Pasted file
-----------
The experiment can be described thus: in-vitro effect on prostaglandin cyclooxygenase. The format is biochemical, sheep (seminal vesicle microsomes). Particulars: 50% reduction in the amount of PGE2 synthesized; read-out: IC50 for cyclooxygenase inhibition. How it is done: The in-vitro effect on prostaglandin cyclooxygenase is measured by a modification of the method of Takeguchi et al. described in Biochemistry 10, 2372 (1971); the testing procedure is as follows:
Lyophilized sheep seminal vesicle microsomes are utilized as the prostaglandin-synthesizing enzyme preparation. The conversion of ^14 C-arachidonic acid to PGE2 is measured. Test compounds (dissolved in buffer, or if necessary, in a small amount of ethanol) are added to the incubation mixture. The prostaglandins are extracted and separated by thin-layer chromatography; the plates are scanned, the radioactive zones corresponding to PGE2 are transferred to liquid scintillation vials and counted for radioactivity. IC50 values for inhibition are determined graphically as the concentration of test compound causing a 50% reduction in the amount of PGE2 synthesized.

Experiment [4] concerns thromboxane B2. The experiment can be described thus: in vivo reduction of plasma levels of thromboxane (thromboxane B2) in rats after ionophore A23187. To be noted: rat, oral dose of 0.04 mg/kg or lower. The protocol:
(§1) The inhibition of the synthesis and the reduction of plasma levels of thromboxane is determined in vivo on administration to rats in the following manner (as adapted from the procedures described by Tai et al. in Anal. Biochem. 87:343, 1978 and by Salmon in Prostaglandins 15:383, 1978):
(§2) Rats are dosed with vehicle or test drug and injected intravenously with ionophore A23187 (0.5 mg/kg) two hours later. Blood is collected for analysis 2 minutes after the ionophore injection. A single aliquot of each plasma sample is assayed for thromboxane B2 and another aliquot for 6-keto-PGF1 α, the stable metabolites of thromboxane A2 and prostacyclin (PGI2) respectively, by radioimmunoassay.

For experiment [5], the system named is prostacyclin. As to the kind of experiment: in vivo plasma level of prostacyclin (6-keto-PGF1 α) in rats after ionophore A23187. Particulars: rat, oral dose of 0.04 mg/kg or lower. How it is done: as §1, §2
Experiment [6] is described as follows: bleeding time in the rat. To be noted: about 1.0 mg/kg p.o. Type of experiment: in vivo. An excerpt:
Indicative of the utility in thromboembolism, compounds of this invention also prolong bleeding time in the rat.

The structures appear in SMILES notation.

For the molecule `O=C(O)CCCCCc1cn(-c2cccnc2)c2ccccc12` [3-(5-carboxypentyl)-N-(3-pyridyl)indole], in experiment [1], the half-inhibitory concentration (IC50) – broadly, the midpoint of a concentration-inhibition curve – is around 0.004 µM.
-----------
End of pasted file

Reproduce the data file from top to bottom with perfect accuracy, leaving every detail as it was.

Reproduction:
The experiment can be described thus: in-vitro effect on prostaglandin cyclooxygenase. The format is biochemical, sheep (seminal vesicle microsomes). Particulars: 50% reduction in the amount of PGE2 synthesized; read-out: IC50 for cyclooxygenase inhibition. How it is done: The in-vitro effect on prostaglandin cyclooxygenase is measured by a modification of the method of Takeguchi et al. described in Biochemistry 10, 2372 (1971); the testing procedure is as follows:
Lyophilized sheep seminal vesicle microsomes are utilized as the prostaglandin-synthesizing enzyme preparation. The conversion of ^14 C-arachidonic acid to PGE2 is measured. Test compounds (dissolved in buffer, or if necessary, in a small amount of ethanol) are added to the incubation mixture. The prostaglandins are extracted and separated by thin-layer chromatography; the plates are scanned, the radioactive zones corresponding to PGE2 are transferred to liquid scintillation vials and counted for radioactivity. IC50 values for inhibition are determined graphically as the concentration of test compound causing a 50% reduction in the amount of PGE2 synthesized.

Experiment [4] concerns thromboxane B2. The experiment can be described thus: in vivo reduction of plasma levels of thromboxane (thromboxane B2) in rats after ionophore A23187. To be noted: rat, oral dose of 0.04 mg/kg or lower. The protocol:
(§1) The inhibition of the synthesis and the reduction of plasma levels of thromboxane is determined in vivo on administration to rats in the following manner (as adapted from the procedures described by Tai et al. in Anal. Biochem. 87:343, 1978 and by Salmon in Prostaglandins 15:383, 1978):
(§2) Rats are dosed with vehicle or test drug and injected intravenously with ionophore A23187 (0.5 mg/kg) two hours later. Blood is collected for analysis 2 minutes after the ionophore injection. A single aliquot of each plasma sample is assayed for thromboxane B2 and another aliquot for 6-keto-PGF1 α, the stable metabolites of thromboxane A2 and prostacyclin (PGI2) respectively, by radioimmunoassay.

For experiment [5], the system named is prostacyclin. As to the kind of experiment: in vivo plasma level of prostacyclin (6-keto-PGF1 α) in rats after ionophore A23187. Particulars: rat, oral dose of 0.04 mg/kg or lower. How it is done: as §1, §2
Experiment [6] is described as follows: bleeding time in the rat. To be noted: about 1.0 mg/kg p.o. Type of experiment: in vivo. An excerpt:
Indicative of the utility in thromboembolism, compounds of this invention also prolong bleeding time in the rat.

The structures appear in SMILES notation.

For the molecule `O=C(O)CCCCCc1cn(-c2cccnc2)c2ccccc12` [3-(5-carboxypentyl)-N-(3-pyridyl)indole], in experiment [1], the half-inhibitory concentration (IC50) – broadly, the midpoint of a concentration-inhibition curve – is around 0.004 µM.